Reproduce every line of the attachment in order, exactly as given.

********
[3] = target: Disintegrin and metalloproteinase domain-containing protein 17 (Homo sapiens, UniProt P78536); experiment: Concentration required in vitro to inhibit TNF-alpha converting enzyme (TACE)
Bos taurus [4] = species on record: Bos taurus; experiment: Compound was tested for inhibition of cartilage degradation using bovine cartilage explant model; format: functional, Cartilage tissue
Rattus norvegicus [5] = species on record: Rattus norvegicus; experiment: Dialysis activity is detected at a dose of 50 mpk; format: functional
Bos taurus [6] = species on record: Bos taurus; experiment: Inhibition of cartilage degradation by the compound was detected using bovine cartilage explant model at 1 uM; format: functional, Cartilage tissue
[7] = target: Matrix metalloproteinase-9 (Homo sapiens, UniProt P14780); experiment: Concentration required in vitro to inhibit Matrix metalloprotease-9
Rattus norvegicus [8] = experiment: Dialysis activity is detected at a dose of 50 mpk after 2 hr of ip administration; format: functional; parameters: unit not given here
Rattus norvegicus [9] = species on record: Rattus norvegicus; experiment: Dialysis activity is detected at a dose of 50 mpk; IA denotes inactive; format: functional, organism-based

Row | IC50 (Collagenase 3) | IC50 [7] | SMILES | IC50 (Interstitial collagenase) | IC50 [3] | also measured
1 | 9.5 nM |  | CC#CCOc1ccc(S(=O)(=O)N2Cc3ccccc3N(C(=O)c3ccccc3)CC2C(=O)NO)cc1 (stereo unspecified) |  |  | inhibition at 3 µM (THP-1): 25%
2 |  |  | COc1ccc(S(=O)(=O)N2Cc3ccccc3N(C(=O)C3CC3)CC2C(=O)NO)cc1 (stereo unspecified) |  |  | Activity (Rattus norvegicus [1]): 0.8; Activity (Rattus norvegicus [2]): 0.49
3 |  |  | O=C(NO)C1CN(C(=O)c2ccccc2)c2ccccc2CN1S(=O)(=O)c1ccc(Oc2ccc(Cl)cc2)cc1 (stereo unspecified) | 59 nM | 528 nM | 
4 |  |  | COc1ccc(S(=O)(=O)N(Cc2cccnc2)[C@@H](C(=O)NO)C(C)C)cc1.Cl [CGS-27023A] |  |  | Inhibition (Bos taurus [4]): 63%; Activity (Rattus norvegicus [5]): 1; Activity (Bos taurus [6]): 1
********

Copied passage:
[3] = target: Disintegrin and metalloproteinase domain-containing protein 17 (Homo sapiens, UniProt P78536); experiment: Concentration required in vitro to inhibit TNF-alpha converting enzyme (TACE)
Bos taurus [4] = species on record: Bos taurus; experiment: Compound was tested for inhibition of cartilage degradation using bovine cartilage explant model; format: functional, Cartilage tissue
Rattus norvegicus [5] = species on record: Rattus norvegicus; experiment: Dialysis activity is detected at a dose of 50 mpk; format: functional
Bos taurus [6] = species on record: Bos taurus; experiment: Inhibition of cartilage degradation by the compound was detected using bovine cartilage explant model at 1 uM; format: functional, Cartilage tissue
[7] = target: Matrix metalloproteinase-9 (Homo sapiens, UniProt P14780); experiment: Concentration required in vitro to inhibit Matrix metalloprotease-9
Rattus norvegicus [8] = experiment: Dialysis activity is detected at a dose of 50 mpk after 2 hr of ip administration; format: functional; parameters: unit not given here
Rattus norvegicus [9] = species on record: Rattus norvegicus; experiment: Dialysis activity is detected at a dose of 50 mpk; IA denotes inactive; format: functional, organism-based

Row | IC50 (Collagenase 3) | IC50 [7] | SMILES | IC50 (Interstitial collagenase) | IC50 [3] | also measured
1 | 9.5 nM |  | CC#CCOc1ccc(S(=O)(=O)N2Cc3ccccc3N(C(=O)c3ccccc3)CC2C(=O)NO)cc1 (stereo unspecified) |  |  | inhibition at 3 µM (THP-1): 25%
2 |  |  | COc1ccc(S(=O)(=O)N2Cc3ccccc3N(C(=O)C3CC3)CC2C(=O)NO)cc1 (stereo unspecified) |  |  | Activity (Rattus norvegicus [1]): 0.8; Activity (Rattus norvegicus [2]): 0.49
3 |  |  | O=C(NO)C1CN(C(=O)c2ccccc2)c2ccccc2CN1S(=O)(=O)c1ccc(Oc2ccc(Cl)cc2)cc1 (stereo unspecified) | 59 nM | 528 nM | 
4 |  |  | COc1ccc(S(=O)(=O)N(Cc2cccnc2)[C@@H](C(=O)NO)C(C)C)cc1.Cl [CGS-27023A] |  |  | Inhibition (Bos taurus [4]): 63%; Activity (Rattus norvegicus [5]): 1; Activity (Bos taurus [6]): 1